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Behaviour scientists shake Darwin’s foundation - chickens inherited parents' stress symptoms

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April 11, 2007

April 12, 2007 Evolutionary theory ever since Darwin is based on the assumption that acquired traits, such as learnt modifications of behaviour, cannot be inherited by the offspring. Now, a Swedish-Norwegian research group, led by professor Per Jensen at Linköping university in Sweden, shows that chickens can actually inherit behavioural modifications induced by stress in their parents.

The scientists grew groups of chickens under stressful conditions, where a randomly fluctuating day-night rhythm made access to food and resting perches unpredictable. This caused a marked decrease in the ability of the stressed birds to solve a spatial learning task. Remarkably, their offspring also had a decreased learning ability, in spite of being kept under non-stress conditions from the point of egg-laying. They were also more competitive and grew faster than offspring of non-stressed birds.

To investigate whether there was any genetic basis for the effect, the research group examined the expression levels of about 9000 genes in the brain of the chickens. In birds exposed to stress, there was a number of genes where the expression was either increased or decreased, and the same genes were similarly affected in the offspring.

The results therefore demonstrate that both the changes in gene function and the behavioural changes caused by stress were transferred to the offspring. Both these effects were only seen in domesticated chickens, not in the ancestor, the red junglefowl. The scientists therefore speculate that domestication may have favoured animals which are able to affect the biology of their offspring through genetic modifications.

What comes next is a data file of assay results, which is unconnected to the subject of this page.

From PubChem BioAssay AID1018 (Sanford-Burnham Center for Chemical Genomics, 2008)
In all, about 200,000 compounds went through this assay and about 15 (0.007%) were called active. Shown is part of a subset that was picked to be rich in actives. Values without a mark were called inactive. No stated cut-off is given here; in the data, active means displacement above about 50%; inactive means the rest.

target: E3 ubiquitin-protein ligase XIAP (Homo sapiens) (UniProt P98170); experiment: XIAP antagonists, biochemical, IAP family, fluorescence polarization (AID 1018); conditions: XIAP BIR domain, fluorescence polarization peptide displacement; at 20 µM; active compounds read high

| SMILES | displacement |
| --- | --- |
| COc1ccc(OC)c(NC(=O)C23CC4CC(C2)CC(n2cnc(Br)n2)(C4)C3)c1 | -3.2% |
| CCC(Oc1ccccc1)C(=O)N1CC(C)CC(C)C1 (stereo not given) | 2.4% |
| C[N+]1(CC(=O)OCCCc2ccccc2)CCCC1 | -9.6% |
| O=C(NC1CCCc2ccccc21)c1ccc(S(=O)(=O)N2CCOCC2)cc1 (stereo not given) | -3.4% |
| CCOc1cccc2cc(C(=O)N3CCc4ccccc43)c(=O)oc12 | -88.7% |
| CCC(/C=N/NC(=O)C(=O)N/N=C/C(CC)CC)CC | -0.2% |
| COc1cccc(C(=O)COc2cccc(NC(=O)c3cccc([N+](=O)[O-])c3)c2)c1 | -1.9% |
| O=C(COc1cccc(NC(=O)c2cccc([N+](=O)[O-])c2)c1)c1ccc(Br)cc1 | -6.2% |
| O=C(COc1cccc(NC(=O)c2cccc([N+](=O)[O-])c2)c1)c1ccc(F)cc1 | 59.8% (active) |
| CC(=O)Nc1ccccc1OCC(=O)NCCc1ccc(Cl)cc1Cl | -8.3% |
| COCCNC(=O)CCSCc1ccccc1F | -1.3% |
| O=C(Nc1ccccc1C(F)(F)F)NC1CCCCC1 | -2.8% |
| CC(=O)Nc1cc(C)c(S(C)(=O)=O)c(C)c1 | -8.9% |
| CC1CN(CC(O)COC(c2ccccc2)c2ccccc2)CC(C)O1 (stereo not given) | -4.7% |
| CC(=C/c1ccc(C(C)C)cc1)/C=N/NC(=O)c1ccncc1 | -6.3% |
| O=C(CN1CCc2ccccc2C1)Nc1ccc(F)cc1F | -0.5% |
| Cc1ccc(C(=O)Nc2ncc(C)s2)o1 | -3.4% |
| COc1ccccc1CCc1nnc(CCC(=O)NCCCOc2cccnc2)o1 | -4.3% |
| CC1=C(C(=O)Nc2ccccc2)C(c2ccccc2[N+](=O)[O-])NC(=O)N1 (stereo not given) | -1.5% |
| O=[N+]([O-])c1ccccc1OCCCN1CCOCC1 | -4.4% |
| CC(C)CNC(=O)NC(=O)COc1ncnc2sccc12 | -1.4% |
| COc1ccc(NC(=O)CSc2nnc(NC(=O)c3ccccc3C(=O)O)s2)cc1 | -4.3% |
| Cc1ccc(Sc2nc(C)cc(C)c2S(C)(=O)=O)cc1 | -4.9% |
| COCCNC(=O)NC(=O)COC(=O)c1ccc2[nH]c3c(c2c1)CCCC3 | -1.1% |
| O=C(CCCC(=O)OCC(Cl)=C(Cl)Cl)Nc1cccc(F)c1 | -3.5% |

The results offer new insights into how animal populations may be capable of adaptation to stressful environments in evolutionary short times. This can help explain both the rapid development of animals during domestication, and evolutionary responses to changing conditions in nature.

Title of full paper: Lindqvist, C., Jancsak, A. M., Nätt, D., Baranowska, I., Lindqvist, N., Wichman, A., Lundeberg, J., Lindberg, J., Törjesen, P. A., and Jensen, P. 2007. Transmission of stress-induced learning impairment and associated brain gene expression from parents to offspring in chickens.

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About the Author
Mike Hanlon Mike grew up thinking he would become a mathematician, accidentally started motorcycle racing, got a job writing road tests for a motorcycle magazine while at university, and became a writer. As a travelling photojournalist during his early career, his work was published in a dozen languages across 20+ countries. He went on to edit or manage over 50 print publications, with target audiences ranging from pensioners to plumbers, many different sports, many car and motorcycle magazines, with many more in the fields of communication - narrow subject magazines on topics such as advertising, marketing, visual communications, design, presentation and direct marketing. Then came the internet and Mike managed internet projects for Australia's largest multimedia company, Telstra.com.au (Australia's largest Telco), Seek.com.au (Australia's largest employment site), top100.com.au, hitwise.com, and a dozen other internet start-ups before founding Gizmag in 2002. Now he writes and thinks. All articles by Mike Hanlon
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